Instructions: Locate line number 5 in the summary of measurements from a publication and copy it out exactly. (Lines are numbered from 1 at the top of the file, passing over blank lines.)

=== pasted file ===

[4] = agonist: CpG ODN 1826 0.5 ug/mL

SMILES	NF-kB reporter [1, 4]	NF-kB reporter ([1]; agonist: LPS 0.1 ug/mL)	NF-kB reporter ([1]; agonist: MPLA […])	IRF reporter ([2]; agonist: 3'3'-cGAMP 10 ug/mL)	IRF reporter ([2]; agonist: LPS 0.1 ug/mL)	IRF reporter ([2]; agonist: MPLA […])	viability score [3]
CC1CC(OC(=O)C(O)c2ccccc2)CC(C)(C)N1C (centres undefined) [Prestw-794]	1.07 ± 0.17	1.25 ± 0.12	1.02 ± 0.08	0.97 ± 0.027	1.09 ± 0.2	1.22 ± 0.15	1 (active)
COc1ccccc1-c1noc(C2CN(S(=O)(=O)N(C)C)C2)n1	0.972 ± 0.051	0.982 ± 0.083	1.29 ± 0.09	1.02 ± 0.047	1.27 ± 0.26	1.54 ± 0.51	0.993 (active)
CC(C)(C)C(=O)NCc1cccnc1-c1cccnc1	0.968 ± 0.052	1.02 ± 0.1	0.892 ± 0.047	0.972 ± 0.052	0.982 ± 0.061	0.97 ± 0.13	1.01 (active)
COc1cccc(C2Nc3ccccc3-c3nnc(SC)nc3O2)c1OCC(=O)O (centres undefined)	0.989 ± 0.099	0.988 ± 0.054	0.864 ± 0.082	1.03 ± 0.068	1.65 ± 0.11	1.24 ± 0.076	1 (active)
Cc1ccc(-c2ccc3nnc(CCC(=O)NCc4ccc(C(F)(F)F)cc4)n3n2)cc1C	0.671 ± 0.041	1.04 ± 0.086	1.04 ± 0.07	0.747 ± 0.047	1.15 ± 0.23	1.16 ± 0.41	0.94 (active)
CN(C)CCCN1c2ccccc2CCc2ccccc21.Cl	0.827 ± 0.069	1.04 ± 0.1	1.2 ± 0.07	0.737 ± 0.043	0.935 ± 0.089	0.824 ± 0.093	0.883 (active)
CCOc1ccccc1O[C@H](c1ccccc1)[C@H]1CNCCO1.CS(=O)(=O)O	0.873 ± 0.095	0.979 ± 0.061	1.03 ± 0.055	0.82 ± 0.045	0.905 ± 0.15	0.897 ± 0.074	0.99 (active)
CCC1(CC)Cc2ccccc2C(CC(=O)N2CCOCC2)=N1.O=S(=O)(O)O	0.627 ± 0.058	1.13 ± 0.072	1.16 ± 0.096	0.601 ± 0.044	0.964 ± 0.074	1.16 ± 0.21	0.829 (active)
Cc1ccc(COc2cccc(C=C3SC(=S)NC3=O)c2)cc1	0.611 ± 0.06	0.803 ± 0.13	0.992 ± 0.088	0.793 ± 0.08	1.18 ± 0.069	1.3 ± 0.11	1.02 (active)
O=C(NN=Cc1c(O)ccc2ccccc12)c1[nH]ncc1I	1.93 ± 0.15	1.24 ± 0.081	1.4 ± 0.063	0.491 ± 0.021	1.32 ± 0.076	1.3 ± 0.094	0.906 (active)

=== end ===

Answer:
CC(C)(C)C(=O)NCc1cccnc1-c1cccnc1	0.968 ± 0.052	1.02 ± 0.1	0.892 ± 0.047	0.972 ± 0.052	0.982 ± 0.061	0.97 ± 0.13	1.01 (active)